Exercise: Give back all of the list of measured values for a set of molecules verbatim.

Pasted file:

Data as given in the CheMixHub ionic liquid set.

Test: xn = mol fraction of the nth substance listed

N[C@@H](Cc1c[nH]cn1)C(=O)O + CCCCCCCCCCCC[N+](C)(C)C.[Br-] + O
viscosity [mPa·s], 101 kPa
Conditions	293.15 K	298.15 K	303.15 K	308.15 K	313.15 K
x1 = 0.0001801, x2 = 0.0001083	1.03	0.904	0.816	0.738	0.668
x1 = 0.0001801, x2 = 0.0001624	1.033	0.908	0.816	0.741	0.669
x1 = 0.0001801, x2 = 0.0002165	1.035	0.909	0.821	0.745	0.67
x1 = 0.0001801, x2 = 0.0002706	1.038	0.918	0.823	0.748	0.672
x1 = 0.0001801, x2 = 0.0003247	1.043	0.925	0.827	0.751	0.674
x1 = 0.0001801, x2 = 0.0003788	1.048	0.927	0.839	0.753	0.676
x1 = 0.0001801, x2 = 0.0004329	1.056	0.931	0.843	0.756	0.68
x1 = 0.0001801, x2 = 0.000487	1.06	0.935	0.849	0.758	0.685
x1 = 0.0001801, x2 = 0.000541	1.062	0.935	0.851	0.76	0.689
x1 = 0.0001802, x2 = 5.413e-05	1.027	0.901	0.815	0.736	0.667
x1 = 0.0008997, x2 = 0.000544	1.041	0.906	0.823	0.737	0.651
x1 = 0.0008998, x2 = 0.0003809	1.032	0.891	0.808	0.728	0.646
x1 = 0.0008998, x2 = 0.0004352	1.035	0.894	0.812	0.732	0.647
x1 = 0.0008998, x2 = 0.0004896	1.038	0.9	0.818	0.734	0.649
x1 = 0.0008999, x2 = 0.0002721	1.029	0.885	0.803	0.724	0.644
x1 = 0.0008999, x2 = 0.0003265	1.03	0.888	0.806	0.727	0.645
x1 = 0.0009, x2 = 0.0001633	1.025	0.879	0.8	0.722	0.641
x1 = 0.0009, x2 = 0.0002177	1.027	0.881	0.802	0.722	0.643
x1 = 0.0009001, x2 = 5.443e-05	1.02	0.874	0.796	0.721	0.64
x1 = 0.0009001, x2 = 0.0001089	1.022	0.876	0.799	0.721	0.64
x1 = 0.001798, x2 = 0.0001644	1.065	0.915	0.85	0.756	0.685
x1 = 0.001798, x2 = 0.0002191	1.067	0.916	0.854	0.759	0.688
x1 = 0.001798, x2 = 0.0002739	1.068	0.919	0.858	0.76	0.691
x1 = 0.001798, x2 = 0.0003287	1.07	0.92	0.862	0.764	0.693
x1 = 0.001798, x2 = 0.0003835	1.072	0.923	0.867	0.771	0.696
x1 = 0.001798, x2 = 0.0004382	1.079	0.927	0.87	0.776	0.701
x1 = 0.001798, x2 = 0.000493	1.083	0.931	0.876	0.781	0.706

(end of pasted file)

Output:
Data as given in the CheMixHub ionic liquid set.

Test: xn = mol fraction of the nth substance listed

N[C@@H](Cc1c[nH]cn1)C(=O)O + CCCCCCCCCCCC[N+](C)(C)C.[Br-] + O
viscosity [mPa·s], 101 kPa
Conditions	293.15 K	298.15 K	303.15 K	308.15 K	313.15 K
x1 = 0.0001801, x2 = 0.0001083	1.03	0.904	0.816	0.738	0.668
x1 = 0.0001801, x2 = 0.0001624	1.033	0.908	0.816	0.741	0.669
x1 = 0.0001801, x2 = 0.0002165	1.035	0.909	0.821	0.745	0.67
x1 = 0.0001801, x2 = 0.0002706	1.038	0.918	0.823	0.748	0.672
x1 = 0.0001801, x2 = 0.0003247	1.043	0.925	0.827	0.751	0.674
x1 = 0.0001801, x2 = 0.0003788	1.048	0.927	0.839	0.753	0.676
x1 = 0.0001801, x2 = 0.0004329	1.056	0.931	0.843	0.756	0.68
x1 = 0.0001801, x2 = 0.000487	1.06	0.935	0.849	0.758	0.685
x1 = 0.0001801, x2 = 0.000541	1.062	0.935	0.851	0.76	0.689
x1 = 0.0001802, x2 = 5.413e-05	1.027	0.901	0.815	0.736	0.667
x1 = 0.0008997, x2 = 0.000544	1.041	0.906	0.823	0.737	0.651
x1 = 0.0008998, x2 = 0.0003809	1.032	0.891	0.808	0.728	0.646
x1 = 0.0008998, x2 = 0.0004352	1.035	0.894	0.812	0.732	0.647
x1 = 0.0008998, x2 = 0.0004896	1.038	0.9	0.818	0.734	0.649
x1 = 0.0008999, x2 = 0.0002721	1.029	0.885	0.803	0.724	0.644
x1 = 0.0008999, x2 = 0.0003265	1.03	0.888	0.806	0.727	0.645
x1 = 0.0009, x2 = 0.0001633	1.025	0.879	0.8	0.722	0.641
x1 = 0.0009, x2 = 0.0002177	1.027	0.881	0.802	0.722	0.643
x1 = 0.0009001, x2 = 5.443e-05	1.02	0.874	0.796	0.721	0.64
x1 = 0.0009001, x2 = 0.0001089	1.022	0.876	0.799	0.721	0.64
x1 = 0.001798, x2 = 0.0001644	1.065	0.915	0.85	0.756	0.685
x1 = 0.001798, x2 = 0.0002191	1.067	0.916	0.854	0.759	0.688
x1 = 0.001798, x2 = 0.0002739	1.068	0.919	0.858	0.76	0.691
x1 = 0.001798, x2 = 0.0003287	1.07	0.92	0.862	0.764	0.693
x1 = 0.001798, x2 = 0.0003835	1.072	0.923	0.867	0.771	0.696
x1 = 0.001798, x2 = 0.0004382	1.079	0.927	0.87	0.776	0.701
x1 = 0.001798, x2 = 0.000493	1.083	0.931	0.876	0.781	0.706